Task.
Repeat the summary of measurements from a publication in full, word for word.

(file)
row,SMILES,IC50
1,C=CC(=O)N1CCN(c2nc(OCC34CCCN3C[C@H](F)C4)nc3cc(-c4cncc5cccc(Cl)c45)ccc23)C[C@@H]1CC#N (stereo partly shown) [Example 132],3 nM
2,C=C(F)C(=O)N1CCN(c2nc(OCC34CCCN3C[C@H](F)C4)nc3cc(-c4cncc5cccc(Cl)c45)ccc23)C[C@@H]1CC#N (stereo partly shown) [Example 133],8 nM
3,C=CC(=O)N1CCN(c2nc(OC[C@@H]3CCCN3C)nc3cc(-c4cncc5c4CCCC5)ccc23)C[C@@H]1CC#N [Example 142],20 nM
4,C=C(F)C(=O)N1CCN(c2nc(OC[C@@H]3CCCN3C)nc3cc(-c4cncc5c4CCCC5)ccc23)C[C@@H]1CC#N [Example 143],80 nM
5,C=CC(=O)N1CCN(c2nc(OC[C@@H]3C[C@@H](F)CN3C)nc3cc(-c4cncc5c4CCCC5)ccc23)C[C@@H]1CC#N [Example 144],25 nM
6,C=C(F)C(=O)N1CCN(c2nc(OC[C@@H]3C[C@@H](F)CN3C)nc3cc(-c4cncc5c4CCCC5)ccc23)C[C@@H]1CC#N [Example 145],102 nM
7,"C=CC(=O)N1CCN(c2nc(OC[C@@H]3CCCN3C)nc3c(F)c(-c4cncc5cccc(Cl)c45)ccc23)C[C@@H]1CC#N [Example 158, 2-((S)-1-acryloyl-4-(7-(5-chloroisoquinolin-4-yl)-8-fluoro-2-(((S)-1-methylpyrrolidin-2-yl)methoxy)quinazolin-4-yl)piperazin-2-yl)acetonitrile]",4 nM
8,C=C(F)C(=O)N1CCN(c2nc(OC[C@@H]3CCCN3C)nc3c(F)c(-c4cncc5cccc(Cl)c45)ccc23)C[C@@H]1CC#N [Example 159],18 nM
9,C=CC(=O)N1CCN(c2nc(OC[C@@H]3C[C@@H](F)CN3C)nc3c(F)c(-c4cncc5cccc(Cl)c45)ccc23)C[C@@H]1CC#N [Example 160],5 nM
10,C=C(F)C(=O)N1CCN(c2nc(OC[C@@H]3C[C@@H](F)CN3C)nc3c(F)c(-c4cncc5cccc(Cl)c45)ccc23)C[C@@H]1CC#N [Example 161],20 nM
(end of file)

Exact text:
row,SMILES,IC50
1,C=CC(=O)N1CCN(c2nc(OCC34CCCN3C[C@H](F)C4)nc3cc(-c4cncc5cccc(Cl)c45)ccc23)C[C@@H]1CC#N (stereo partly shown) [Example 132],3 nM
2,C=C(F)C(=O)N1CCN(c2nc(OCC34CCCN3C[C@H](F)C4)nc3cc(-c4cncc5cccc(Cl)c45)ccc23)C[C@@H]1CC#N (stereo partly shown) [Example 133],8 nM
3,C=CC(=O)N1CCN(c2nc(OC[C@@H]3CCCN3C)nc3cc(-c4cncc5c4CCCC5)ccc23)C[C@@H]1CC#N [Example 142],20 nM
4,C=C(F)C(=O)N1CCN(c2nc(OC[C@@H]3CCCN3C)nc3cc(-c4cncc5c4CCCC5)ccc23)C[C@@H]1CC#N [Example 143],80 nM
5,C=CC(=O)N1CCN(c2nc(OC[C@@H]3C[C@@H](F)CN3C)nc3cc(-c4cncc5c4CCCC5)ccc23)C[C@@H]1CC#N [Example 144],25 nM
6,C=C(F)C(=O)N1CCN(c2nc(OC[C@@H]3C[C@@H](F)CN3C)nc3cc(-c4cncc5c4CCCC5)ccc23)C[C@@H]1CC#N [Example 145],102 nM
7,"C=CC(=O)N1CCN(c2nc(OC[C@@H]3CCCN3C)nc3c(F)c(-c4cncc5cccc(Cl)c45)ccc23)C[C@@H]1CC#N [Example 158, 2-((S)-1-acryloyl-4-(7-(5-chloroisoquinolin-4-yl)-8-fluoro-2-(((S)-1-methylpyrrolidin-2-yl)methoxy)quinazolin-4-yl)piperazin-2-yl)acetonitrile]",4 nM
8,C=C(F)C(=O)N1CCN(c2nc(OC[C@@H]3CCCN3C)nc3c(F)c(-c4cncc5cccc(Cl)c45)ccc23)C[C@@H]1CC#N [Example 159],18 nM
9,C=CC(=O)N1CCN(c2nc(OC[C@@H]3C[C@@H](F)CN3C)nc3c(F)c(-c4cncc5cccc(Cl)c45)ccc23)C[C@@H]1CC#N [Example 160],5 nM
10,C=C(F)C(=O)N1CCN(c2nc(OC[C@@H]3C[C@@H](F)CN3C)nc3c(F)c(-c4cncc5cccc(Cl)c45)ccc23)C[C@@H]1CC#N [Example 161],20 nM